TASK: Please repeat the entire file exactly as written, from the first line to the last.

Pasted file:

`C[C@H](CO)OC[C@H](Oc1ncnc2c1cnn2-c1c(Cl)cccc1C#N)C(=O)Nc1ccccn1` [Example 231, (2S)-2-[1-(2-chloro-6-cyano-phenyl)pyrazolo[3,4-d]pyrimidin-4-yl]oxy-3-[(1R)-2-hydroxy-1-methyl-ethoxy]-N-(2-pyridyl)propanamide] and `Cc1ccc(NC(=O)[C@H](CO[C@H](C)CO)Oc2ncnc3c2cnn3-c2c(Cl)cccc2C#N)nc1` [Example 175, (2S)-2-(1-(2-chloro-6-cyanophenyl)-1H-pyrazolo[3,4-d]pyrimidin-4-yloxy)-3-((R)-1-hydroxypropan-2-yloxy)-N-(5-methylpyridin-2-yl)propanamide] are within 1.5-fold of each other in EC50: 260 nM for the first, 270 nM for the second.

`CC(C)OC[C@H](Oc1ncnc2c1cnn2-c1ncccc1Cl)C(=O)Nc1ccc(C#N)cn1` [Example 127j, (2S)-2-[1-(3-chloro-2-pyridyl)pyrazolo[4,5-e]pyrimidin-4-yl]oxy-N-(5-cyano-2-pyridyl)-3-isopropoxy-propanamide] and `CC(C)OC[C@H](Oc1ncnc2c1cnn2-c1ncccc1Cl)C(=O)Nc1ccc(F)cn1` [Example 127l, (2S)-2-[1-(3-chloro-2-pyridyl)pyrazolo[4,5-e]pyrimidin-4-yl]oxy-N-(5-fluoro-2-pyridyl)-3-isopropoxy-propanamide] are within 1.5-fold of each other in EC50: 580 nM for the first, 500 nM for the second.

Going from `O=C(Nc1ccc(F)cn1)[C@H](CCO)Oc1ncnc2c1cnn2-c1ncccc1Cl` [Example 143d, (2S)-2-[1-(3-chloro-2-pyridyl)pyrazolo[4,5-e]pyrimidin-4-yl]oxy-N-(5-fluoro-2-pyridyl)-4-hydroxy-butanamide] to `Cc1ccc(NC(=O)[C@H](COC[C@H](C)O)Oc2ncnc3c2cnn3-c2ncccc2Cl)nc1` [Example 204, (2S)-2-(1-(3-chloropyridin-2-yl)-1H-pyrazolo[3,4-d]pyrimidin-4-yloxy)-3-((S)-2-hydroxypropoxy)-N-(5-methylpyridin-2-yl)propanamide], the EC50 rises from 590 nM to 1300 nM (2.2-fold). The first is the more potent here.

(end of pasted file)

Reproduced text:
`C[C@H](CO)OC[C@H](Oc1ncnc2c1cnn2-c1c(Cl)cccc1C#N)C(=O)Nc1ccccn1` [Example 231, (2S)-2-[1-(2-chloro-6-cyano-phenyl)pyrazolo[3,4-d]pyrimidin-4-yl]oxy-3-[(1R)-2-hydroxy-1-methyl-ethoxy]-N-(2-pyridyl)propanamide] and `Cc1ccc(NC(=O)[C@H](CO[C@H](C)CO)Oc2ncnc3c2cnn3-c2c(Cl)cccc2C#N)nc1` [Example 175, (2S)-2-(1-(2-chloro-6-cyanophenyl)-1H-pyrazolo[3,4-d]pyrimidin-4-yloxy)-3-((R)-1-hydroxypropan-2-yloxy)-N-(5-methylpyridin-2-yl)propanamide] are within 1.5-fold of each other in EC50: 260 nM for the first, 270 nM for the second.

`CC(C)OC[C@H](Oc1ncnc2c1cnn2-c1ncccc1Cl)C(=O)Nc1ccc(C#N)cn1` [Example 127j, (2S)-2-[1-(3-chloro-2-pyridyl)pyrazolo[4,5-e]pyrimidin-4-yl]oxy-N-(5-cyano-2-pyridyl)-3-isopropoxy-propanamide] and `CC(C)OC[C@H](Oc1ncnc2c1cnn2-c1ncccc1Cl)C(=O)Nc1ccc(F)cn1` [Example 127l, (2S)-2-[1-(3-chloro-2-pyridyl)pyrazolo[4,5-e]pyrimidin-4-yl]oxy-N-(5-fluoro-2-pyridyl)-3-isopropoxy-propanamide] are within 1.5-fold of each other in EC50: 580 nM for the first, 500 nM for the second.

Going from `O=C(Nc1ccc(F)cn1)[C@H](CCO)Oc1ncnc2c1cnn2-c1ncccc1Cl` [Example 143d, (2S)-2-[1-(3-chloro-2-pyridyl)pyrazolo[4,5-e]pyrimidin-4-yl]oxy-N-(5-fluoro-2-pyridyl)-4-hydroxy-butanamide] to `Cc1ccc(NC(=O)[C@H](COC[C@H](C)O)Oc2ncnc3c2cnn3-c2ncccc2Cl)nc1` [Example 204, (2S)-2-(1-(3-chloropyridin-2-yl)-1H-pyrazolo[3,4-d]pyrimidin-4-yloxy)-3-((S)-2-hydroxypropoxy)-N-(5-methylpyridin-2-yl)propanamide], the EC50 rises from 590 nM to 1300 nM (2.2-fold). The first is the more potent here.